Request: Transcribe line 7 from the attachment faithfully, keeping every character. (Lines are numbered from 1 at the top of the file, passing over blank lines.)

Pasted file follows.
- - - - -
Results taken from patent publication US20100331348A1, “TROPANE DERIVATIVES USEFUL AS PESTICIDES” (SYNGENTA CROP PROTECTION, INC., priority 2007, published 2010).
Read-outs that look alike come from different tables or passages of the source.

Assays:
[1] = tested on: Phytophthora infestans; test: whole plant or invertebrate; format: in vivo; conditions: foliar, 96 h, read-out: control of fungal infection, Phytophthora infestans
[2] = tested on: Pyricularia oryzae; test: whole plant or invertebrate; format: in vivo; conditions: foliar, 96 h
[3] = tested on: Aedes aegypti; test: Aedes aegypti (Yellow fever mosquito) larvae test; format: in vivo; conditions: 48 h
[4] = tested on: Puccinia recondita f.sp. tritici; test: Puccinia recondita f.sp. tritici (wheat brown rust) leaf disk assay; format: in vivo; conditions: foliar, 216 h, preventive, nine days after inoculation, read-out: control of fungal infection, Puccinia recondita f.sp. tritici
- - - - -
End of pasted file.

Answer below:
[4] = tested on: Puccinia recondita f.sp. tritici; test: Puccinia recondita f.sp. tritici (wheat brown rust) leaf disk assay; format: in vivo; conditions: foliar, 216 h, preventive, nine days after inoculation, read-out: control of fungal infection, Puccinia recondita f.sp. tritici